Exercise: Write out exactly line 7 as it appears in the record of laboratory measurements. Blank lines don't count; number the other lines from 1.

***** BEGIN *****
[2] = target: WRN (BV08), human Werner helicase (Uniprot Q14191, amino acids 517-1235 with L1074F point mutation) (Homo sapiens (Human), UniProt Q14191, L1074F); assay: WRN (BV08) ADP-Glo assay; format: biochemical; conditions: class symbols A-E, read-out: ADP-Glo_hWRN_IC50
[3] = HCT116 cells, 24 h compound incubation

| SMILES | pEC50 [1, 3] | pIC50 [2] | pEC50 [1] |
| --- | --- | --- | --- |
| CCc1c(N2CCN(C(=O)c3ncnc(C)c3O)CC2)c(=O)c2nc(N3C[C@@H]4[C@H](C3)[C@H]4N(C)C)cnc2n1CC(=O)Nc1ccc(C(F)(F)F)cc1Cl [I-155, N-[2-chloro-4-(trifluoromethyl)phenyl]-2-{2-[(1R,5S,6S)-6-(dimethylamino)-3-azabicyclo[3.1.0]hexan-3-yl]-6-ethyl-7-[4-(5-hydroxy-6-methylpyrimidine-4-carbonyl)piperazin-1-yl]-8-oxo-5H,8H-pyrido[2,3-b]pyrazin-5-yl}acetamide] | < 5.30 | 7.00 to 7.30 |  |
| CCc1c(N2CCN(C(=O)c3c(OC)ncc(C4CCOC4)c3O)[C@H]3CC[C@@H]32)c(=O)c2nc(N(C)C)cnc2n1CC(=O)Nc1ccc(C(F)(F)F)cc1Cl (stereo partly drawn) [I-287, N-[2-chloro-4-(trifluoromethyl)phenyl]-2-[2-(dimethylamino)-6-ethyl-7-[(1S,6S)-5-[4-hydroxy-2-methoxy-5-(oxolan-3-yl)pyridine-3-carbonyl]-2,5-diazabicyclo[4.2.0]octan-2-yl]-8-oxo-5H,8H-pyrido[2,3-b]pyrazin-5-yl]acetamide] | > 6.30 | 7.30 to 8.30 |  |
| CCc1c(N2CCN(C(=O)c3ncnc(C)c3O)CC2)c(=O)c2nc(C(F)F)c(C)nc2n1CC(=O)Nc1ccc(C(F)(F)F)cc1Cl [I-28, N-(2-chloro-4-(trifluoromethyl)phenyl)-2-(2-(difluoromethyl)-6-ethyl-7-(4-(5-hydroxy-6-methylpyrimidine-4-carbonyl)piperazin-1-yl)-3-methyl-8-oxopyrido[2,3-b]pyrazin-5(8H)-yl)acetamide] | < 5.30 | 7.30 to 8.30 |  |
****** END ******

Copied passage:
| CCc1c(N2CCN(C(=O)c3ncnc(C)c3O)CC2)c(=O)c2nc(C(F)F)c(C)nc2n1CC(=O)Nc1ccc(C(F)(F)F)cc1Cl [I-28, N-(2-chloro-4-(trifluoromethyl)phenyl)-2-(2-(difluoromethyl)-6-ethyl-7-(4-(5-hydroxy-6-methylpyrimidine-4-carbonyl)piperazin-1-yl)-3-methyl-8-oxopyrido[2,3-b]pyrazin-5(8H)-yl)acetamide] | < 5.30 | 7.30 to 8.30 |  |